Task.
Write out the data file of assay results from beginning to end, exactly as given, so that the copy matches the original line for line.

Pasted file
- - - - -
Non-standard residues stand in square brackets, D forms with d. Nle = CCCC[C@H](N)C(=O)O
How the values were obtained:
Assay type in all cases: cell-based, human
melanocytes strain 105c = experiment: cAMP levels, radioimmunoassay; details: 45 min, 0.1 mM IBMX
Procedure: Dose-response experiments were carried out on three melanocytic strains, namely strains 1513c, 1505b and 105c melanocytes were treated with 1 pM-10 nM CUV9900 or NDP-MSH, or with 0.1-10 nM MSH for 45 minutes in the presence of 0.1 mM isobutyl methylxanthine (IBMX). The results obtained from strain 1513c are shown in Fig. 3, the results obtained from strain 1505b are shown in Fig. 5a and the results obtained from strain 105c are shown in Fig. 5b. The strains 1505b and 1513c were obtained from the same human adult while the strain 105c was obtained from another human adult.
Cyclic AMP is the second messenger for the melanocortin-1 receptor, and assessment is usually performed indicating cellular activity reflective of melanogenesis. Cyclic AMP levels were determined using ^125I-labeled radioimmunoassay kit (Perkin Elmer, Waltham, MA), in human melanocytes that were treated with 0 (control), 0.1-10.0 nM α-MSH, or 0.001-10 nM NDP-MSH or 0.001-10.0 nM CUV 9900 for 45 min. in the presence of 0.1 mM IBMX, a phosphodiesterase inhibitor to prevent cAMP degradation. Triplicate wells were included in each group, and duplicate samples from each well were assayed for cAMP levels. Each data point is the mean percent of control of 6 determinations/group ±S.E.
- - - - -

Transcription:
Non-standard residues stand in square brackets, D forms with d. Nle = CCCC[C@H](N)C(=O)O
How the values were obtained:
Assay type in all cases: cell-based, human
melanocytes strain 105c = experiment: cAMP levels, radioimmunoassay; details: 45 min, 0.1 mM IBMX
Procedure: Dose-response experiments were carried out on three melanocytic strains, namely strains 1513c, 1505b and 105c melanocytes were treated with 1 pM-10 nM CUV9900 or NDP-MSH, or with 0.1-10 nM MSH for 45 minutes in the presence of 0.1 mM isobutyl methylxanthine (IBMX). The results obtained from strain 1513c are shown in Fig. 3, the results obtained from strain 1505b are shown in Fig. 5a and the results obtained from strain 105c are shown in Fig. 5b. The strains 1505b and 1513c were obtained from the same human adult while the strain 105c was obtained from another human adult.
Cyclic AMP is the second messenger for the melanocortin-1 receptor, and assessment is usually performed indicating cellular activity reflective of melanogenesis. Cyclic AMP levels were determined using ^125I-labeled radioimmunoassay kit (Perkin Elmer, Waltham, MA), in human melanocytes that were treated with 0 (control), 0.1-10.0 nM α-MSH, or 0.001-10 nM NDP-MSH or 0.001-10.0 nM CUV 9900 for 45 min. in the presence of 0.1 mM IBMX, a phosphodiesterase inhibitor to prevent cAMP degradation. Triplicate wells were included in each group, and duplicate samples from each well were assayed for cAMP levels. Each data point is the mean percent of control of 6 determinations/group ±S.E.